Aside from teaching and chairing the science department, I also serve as the college liaison for the Vermont State Environmental and Agriculture Laboratory (VAEL), that is currently being built on the North side of campus, and will open in the Spring of 2019. While the construction has been taking place, I have worked with Engleberth Construction to offer students tours of the building site, giving Vermont Tech students an additional experience to add to their hands-on work done at the college. This lab is an exciting project and I am eager to get students involved in the work that is done at the VAEL lab. I will also continue to facilitate interactions between VAEL employees, and faculty, staff and students of the college.
My husband also teaches at Vermont Tech and we are both very committed to providing the best courses we can for our students. In our free time, we enjoy playing with our seven-year-old boy/girl twins and two-year-old daughter; making sure to be outdoors as much as possible. Please feel free to get in touch with me via email or phone. I am on multiple campuses so email is the best way to contact me.
Jack Skoda joined the full time faculty in 2016 after serving as a continuous CIS adjunct at Vermont Tech since 2002. He has spent 30 years in the computer industry working for the United States Air Force and Navy, Fortune 500 companies, and start-ups. During his time in industry he has worked in system and network administration, software development, testing, project management, and computer and network security.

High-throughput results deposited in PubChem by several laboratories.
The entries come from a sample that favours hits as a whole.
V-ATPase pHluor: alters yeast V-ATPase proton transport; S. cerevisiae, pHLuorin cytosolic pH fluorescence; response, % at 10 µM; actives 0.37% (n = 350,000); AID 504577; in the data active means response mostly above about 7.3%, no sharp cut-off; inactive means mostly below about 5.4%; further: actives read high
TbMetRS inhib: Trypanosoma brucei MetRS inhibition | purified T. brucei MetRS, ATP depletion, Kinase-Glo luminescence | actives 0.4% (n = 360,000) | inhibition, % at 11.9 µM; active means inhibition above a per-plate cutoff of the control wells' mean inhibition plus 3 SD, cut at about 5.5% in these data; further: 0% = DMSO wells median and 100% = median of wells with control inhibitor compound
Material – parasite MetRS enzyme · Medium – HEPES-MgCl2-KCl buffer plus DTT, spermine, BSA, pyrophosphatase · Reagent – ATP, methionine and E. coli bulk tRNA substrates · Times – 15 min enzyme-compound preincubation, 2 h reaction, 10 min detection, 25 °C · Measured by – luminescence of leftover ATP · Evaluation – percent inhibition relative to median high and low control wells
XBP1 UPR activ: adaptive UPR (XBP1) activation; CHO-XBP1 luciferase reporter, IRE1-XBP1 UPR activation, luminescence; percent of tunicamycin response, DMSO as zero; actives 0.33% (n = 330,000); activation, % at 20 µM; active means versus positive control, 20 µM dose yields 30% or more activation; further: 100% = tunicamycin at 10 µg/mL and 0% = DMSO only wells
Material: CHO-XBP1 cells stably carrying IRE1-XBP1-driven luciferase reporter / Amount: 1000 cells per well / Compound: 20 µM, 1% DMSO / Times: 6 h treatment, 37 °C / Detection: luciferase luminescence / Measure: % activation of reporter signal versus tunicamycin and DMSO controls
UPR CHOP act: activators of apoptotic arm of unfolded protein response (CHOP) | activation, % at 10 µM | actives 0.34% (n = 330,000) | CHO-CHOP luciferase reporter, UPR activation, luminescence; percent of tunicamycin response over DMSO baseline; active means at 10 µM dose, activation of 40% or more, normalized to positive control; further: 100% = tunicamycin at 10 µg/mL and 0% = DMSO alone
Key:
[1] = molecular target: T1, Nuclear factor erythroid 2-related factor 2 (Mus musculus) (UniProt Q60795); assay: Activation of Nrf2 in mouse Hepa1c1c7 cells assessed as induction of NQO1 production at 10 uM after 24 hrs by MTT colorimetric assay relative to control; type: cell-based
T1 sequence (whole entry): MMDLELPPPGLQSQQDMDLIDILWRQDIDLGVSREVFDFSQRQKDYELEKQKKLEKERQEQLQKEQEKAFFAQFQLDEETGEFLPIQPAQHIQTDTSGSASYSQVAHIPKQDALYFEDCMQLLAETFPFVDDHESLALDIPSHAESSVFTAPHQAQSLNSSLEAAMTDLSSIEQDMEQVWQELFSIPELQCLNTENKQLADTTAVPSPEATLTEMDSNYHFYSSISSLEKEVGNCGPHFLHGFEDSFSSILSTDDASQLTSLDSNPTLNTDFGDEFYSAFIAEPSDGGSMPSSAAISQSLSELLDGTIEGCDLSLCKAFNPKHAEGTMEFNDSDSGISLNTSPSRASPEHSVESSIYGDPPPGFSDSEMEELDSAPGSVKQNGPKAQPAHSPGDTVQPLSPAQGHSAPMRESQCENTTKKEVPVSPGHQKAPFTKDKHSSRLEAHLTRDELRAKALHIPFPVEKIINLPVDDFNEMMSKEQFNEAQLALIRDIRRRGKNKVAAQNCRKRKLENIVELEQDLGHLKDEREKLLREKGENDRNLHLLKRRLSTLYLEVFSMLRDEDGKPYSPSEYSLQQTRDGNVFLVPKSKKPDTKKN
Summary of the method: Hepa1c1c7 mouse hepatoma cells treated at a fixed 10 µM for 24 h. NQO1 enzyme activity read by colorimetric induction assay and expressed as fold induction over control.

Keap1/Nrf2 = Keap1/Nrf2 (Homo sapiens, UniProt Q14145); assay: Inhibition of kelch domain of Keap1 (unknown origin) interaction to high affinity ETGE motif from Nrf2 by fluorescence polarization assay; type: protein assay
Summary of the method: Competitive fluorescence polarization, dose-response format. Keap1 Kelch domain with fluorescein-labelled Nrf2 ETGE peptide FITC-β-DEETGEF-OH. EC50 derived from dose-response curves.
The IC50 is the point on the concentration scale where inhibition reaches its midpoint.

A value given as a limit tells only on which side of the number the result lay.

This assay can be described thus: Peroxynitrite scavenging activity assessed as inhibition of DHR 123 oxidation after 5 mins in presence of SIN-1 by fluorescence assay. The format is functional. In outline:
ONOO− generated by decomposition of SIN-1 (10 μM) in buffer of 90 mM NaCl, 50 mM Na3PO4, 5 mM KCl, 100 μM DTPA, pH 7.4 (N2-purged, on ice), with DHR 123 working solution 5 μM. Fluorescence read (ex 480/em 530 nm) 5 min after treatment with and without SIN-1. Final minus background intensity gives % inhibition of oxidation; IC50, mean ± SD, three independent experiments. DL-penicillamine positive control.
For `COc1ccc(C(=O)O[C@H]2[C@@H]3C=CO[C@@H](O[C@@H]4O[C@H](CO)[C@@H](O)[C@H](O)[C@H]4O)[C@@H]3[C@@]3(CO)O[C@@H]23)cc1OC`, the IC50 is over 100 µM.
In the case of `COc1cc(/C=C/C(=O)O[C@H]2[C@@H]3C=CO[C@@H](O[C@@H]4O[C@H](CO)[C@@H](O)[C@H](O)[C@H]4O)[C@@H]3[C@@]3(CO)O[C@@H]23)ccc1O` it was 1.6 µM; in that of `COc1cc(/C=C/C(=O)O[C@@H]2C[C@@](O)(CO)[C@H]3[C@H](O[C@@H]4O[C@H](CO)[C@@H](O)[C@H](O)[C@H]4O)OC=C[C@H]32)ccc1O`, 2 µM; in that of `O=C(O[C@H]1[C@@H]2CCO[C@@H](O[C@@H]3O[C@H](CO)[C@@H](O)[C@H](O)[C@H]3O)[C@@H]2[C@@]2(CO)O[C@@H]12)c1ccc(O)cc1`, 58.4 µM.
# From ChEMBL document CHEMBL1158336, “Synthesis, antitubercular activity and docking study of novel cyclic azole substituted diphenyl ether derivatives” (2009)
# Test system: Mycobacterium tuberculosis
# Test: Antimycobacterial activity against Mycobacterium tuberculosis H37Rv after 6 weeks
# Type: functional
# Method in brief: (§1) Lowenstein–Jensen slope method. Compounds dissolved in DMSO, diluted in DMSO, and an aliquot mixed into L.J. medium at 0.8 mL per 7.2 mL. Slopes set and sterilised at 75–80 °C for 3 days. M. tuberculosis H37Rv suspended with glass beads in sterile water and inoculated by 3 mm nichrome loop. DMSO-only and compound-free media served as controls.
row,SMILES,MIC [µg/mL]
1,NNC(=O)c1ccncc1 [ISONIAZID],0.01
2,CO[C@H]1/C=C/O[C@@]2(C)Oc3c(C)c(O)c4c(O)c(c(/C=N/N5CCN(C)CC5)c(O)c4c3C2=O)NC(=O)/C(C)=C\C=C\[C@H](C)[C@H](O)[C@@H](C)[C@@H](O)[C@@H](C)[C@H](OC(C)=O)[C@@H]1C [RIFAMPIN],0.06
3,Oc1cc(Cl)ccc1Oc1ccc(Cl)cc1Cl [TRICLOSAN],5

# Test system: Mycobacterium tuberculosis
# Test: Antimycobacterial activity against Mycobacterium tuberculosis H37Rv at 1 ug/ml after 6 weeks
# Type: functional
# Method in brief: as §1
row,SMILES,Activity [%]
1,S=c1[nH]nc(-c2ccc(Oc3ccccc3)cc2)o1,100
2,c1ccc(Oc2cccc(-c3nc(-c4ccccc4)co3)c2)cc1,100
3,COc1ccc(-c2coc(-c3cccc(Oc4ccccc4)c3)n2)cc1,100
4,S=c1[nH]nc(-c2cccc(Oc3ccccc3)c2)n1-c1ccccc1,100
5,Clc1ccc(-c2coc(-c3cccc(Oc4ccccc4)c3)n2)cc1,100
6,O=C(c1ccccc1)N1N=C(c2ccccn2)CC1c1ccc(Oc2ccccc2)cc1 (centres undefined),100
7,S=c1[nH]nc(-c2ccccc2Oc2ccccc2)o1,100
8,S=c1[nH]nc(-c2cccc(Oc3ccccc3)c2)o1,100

Before becoming full time at Vermont Tech, Jack worked with the Air Force Institute of Technology Center for Cyberspace Research to build and run an award winning cyberspace operation training program for men and women of all branches of the military and several federal agencies. Jack continues to work in national defense as a member of the Vermont Air National Guard where he spends his weekends teaching cyberspace operations.
Interests include game theory, computer forensics, cyberspace operations, cybertechnology policy, industrial control systems security.
Pamelia Smith’s design perspective is informed by her background in landscape architecture, fine art, and design. Prior to becoming a landscape architect, she worked as a potter, creating functional pottery for everyday use. This aesthetic has shaped and influenced her perspective as a landscape architect, where the creation and integration of beauty into our everyday lives is of prime importance.
Pamelia received a Bachelor of Fine Arts from the Kansas City Art Institute, where she majored in Ceramics, with a minor in Fiber Arts. She earned a Masters of Landscape Architecture from the University of Virginia’s School of Architecture, where she was awarded the Benjamin C. Howland Competition Prize and the ASLA Student Design Award of Honor.